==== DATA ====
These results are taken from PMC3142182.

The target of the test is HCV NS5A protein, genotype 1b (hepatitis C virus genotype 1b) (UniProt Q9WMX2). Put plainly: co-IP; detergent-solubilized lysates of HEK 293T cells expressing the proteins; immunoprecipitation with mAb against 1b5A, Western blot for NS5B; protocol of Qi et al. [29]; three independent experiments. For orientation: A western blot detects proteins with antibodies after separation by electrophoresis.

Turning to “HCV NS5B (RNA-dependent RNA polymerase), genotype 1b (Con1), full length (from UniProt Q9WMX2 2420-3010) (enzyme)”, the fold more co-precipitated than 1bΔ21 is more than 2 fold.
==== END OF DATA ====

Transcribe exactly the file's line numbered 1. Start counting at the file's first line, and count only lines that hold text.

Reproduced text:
These results are taken from PMC3142182.